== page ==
I posted last week on this stream that Pope Innocent III (r. 1198-1216) is probably the most powerful pope in history if one combines spiritual and secular power (using Pope Gelasius’ fifth century theory of the “two swords”) and it is not surprising to find him in the crusading venture. Elected at a young age (37) he began his pontificate with enthusiasm, and his preaching advocacy appears to be part of his reform agenda along with the suppression of heresy and discipline of free-floating religious movements. His enthusiasm for Crusade IV is even more surprising given that only one previous effort, Crusade I, had successfully captured Jerusalem, and that with staggering loss of life and effort.
Innocent did not have the perspective of history we enjoy today. Perhaps the most accessible history of Crusade IV, The Fourth Crusade and the Sack of Constantinople (2004) by Jonathan Phillips, [see my review] makes the case that the “military art of crusading” had advanced considerably over the twelfth century; moreover, the growing regional and national impulses were slowly replacing a sense of “Christendom” as a single geopolitical entity. This latter change would pose new challenges in recruiting and financing. But the revolution in military strategy was the first domino to fall.
By 1198 the idea of marching an army clear around the Mediterranean from France and other European ports to Jerusalem was outdated; the new strategy would involve a streamlined force of expert knights with horses transported by ship to Egypt, below Jerusalem, saving time and energy while positioning the force for an accessible reclamation of Jerusalem. The strategic question became: who could construct a fleet of ships for this venture?
I mentioned earlier that Crusades in general—and particularly the Fourth—demonstrate the limits of papal power. Crusade IV was ruled by committee, though history remembers two members of this council, Baldwin of Flanders, a distinguished knight, and Geoffrey of Villehardouin, the greatest chronicler of this era who sat in on all councils of war, of which there were many. Geoffrey and a council within the council negotiated an intriguing contract with the city-state Venice, the only entity capable of producing enough ships for a crusade. Led by its remarkable 90-year-old blind leader Dandolo, Venice put its economy on hold for one year to produce the ships on the understanding that the crusade would deliver 35,000 knights and a massive cash payment.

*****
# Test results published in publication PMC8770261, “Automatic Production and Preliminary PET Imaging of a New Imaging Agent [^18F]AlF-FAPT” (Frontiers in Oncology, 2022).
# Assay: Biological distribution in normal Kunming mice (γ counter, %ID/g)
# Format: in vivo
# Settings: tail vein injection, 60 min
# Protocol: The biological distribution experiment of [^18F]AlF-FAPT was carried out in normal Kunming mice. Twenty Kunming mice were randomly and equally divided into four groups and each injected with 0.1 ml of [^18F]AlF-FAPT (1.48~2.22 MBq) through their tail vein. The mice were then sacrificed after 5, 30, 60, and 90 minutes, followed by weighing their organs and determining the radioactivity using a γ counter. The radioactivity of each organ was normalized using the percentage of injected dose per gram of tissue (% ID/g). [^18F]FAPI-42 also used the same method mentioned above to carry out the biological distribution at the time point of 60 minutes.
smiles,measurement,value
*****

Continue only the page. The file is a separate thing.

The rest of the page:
In every Crusade there comes a moment when control of events passes from Rome, and the crusaders’ contract with Dandolo effectively terminated Innocent’s control of events in Crusade IV. For the various wings of the crusade could not deliver on the deal: only 13,000 knights reported to Venice for sail, and less than 30% of the funds had been raised. Dandolo, who effectively contained the crusade with his own troops, offered Crusade IV the opportunity to work off its debt by joining forces to destroy the trading city of Zara, a competitor of Venice, one with loyalties to the Church of Rome. Innocent III, when he learned of this aggression, was incensed, and excommunicated the entire crusade, but the war council hid this fact from the force and sent ambassadors to talk him down, so to speak.